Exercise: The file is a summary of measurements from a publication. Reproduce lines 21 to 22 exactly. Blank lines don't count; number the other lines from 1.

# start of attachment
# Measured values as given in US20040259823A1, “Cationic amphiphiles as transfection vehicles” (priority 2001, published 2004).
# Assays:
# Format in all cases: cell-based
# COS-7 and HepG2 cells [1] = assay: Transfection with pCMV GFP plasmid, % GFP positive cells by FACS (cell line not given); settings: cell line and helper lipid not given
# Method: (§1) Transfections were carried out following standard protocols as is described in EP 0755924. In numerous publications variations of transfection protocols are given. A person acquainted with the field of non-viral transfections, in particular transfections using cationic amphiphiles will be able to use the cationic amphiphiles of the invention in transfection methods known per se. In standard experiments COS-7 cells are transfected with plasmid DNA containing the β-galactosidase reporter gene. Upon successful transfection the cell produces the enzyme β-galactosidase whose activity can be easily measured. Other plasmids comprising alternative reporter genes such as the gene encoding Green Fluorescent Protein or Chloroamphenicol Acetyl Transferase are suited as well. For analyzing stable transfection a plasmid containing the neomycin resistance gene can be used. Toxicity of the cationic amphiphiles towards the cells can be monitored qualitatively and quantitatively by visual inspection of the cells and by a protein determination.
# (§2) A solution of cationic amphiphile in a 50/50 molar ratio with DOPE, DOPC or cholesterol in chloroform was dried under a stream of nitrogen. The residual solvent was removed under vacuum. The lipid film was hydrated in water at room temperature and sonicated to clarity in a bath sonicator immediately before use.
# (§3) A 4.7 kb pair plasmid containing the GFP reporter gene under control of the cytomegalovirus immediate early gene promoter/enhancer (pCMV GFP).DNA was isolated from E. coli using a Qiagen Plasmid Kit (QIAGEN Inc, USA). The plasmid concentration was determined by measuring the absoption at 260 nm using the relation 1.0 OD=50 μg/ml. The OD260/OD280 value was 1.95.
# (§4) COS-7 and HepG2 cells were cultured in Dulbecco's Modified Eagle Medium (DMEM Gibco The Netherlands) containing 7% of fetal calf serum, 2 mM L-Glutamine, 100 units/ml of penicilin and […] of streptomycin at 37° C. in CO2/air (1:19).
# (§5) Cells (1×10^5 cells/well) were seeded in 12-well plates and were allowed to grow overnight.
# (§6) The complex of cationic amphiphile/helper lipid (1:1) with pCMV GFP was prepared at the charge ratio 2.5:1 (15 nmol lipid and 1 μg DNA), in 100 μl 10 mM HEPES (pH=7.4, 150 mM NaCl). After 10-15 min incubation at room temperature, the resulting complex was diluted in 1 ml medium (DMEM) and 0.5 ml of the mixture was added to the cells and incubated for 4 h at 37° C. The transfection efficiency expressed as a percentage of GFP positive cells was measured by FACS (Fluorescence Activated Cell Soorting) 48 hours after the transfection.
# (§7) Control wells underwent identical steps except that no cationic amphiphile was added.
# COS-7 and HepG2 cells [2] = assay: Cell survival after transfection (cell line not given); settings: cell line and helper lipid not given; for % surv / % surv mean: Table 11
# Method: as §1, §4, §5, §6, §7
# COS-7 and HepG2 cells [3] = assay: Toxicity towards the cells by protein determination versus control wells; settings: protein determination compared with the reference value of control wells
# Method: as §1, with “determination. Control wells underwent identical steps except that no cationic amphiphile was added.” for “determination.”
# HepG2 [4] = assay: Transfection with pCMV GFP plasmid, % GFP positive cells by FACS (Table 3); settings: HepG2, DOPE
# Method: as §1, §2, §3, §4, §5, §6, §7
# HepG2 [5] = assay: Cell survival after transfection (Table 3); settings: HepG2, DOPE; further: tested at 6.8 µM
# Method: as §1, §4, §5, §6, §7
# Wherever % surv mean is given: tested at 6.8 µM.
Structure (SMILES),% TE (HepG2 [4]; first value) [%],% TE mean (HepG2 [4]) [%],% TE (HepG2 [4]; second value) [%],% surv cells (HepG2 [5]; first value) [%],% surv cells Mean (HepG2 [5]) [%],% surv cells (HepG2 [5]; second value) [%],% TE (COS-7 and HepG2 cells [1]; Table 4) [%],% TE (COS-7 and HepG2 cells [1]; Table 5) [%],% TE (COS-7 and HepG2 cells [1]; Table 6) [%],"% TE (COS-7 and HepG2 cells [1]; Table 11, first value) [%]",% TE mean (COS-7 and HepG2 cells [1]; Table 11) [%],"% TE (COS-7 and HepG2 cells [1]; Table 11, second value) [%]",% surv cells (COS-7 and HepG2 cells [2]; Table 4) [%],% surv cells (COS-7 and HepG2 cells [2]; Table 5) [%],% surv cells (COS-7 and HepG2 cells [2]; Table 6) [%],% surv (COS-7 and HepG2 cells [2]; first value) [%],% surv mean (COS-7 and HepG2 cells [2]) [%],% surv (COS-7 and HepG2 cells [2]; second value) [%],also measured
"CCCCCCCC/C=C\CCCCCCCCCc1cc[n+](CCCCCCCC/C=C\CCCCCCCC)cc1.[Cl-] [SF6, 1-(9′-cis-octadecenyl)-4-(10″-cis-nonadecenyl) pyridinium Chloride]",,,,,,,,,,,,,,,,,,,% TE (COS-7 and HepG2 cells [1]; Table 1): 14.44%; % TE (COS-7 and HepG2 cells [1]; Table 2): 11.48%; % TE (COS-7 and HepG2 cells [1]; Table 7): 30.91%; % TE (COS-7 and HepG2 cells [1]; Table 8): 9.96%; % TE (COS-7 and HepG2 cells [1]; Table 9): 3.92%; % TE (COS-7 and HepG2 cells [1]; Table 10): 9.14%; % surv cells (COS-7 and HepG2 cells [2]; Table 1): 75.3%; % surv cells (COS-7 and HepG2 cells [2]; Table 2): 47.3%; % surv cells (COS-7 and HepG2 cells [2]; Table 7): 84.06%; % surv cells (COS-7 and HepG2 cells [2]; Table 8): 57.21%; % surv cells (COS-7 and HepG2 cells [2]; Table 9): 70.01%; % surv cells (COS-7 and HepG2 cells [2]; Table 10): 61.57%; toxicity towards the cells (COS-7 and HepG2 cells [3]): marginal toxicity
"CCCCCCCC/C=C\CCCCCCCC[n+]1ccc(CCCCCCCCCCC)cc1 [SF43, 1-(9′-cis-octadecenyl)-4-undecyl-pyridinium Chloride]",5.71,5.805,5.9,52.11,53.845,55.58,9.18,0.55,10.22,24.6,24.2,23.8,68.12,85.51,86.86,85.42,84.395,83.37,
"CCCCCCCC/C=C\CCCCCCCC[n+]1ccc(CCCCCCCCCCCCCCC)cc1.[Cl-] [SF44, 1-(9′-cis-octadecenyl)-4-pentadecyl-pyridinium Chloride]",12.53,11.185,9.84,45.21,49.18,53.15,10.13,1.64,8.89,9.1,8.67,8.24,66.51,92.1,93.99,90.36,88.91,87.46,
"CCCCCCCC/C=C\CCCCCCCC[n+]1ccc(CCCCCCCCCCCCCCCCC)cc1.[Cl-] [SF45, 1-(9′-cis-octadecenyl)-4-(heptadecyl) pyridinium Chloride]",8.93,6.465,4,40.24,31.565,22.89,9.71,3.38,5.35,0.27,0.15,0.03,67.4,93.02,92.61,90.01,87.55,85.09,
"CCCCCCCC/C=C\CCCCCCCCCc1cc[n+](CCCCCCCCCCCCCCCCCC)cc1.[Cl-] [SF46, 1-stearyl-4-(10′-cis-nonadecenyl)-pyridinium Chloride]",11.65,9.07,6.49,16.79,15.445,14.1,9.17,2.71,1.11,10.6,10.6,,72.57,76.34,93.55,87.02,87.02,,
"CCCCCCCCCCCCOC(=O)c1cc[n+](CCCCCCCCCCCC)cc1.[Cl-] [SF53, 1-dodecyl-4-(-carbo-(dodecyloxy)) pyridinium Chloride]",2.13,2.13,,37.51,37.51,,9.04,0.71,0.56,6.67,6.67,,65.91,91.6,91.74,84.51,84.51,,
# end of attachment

Structure (SMILES),% TE (HepG2 [4]; first value) [%],% TE mean (HepG2 [4]) [%],% TE (HepG2 [4]; second value) [%],% surv cells (HepG2 [5]; first value) [%],% surv cells Mean (HepG2 [5]) [%],% surv cells (HepG2 [5]; second value) [%],% TE (COS-7 and HepG2 cells [1]; Table 4) [%],% TE (COS-7 and HepG2 cells [1]; Table 5) [%],% TE (COS-7 and HepG2 cells [1]; Table 6) [%],"% TE (COS-7 and HepG2 cells [1]; Table 11, first value) [%]",% TE mean (COS-7 and HepG2 cells [1]; Table 11) [%],"% TE (COS-7 and HepG2 cells [1]; Table 11, second value) [%]",% surv cells (COS-7 and HepG2 cells [2]; Table 4) [%],% surv cells (COS-7 and HepG2 cells [2]; Table 5) [%],% surv cells (COS-7 and HepG2 cells [2]; Table 6) [%],% surv (COS-7 and HepG2 cells [2]; first value) [%],% surv mean (COS-7 and HepG2 cells [2]) [%],% surv (COS-7 and HepG2 cells [2]; second value) [%],also measured
"CCCCCCCC/C=C\CCCCCCCCCc1cc[n+](CCCCCCCC/C=C\CCCCCCCC)cc1.[Cl-] [SF6, 1-(9′-cis-octadecenyl)-4-(10″-cis-nonadecenyl) pyridinium Chloride]",,,,,,,,,,,,,,,,,,,% TE (COS-7 and HepG2 cells [1]; Table 1): 14.44%; % TE (COS-7 and HepG2 cells [1]; Table 2): 11.48%; % TE (COS-7 and HepG2 cells [1]; Table 7): 30.91%; % TE (COS-7 and HepG2 cells [1]; Table 8): 9.96%; % TE (COS-7 and HepG2 cells [1]; Table 9): 3.92%; % TE (COS-7 and HepG2 cells [1]; Table 10): 9.14%; % surv cells (COS-7 and HepG2 cells [2]; Table 1): 75.3%; % surv cells (COS-7 and HepG2 cells [2]; Table 2): 47.3%; % surv cells (COS-7 and HepG2 cells [2]; Table 7): 84.06%; % surv cells (COS-7 and HepG2 cells [2]; Table 8): 57.21%; % surv cells (COS-7 and HepG2 cells [2]; Table 9): 70.01%; % surv cells (COS-7 and HepG2 cells [2]; Table 10): 61.57%; toxicity towards the cells (COS-7 and HepG2 cells [3]): marginal toxicity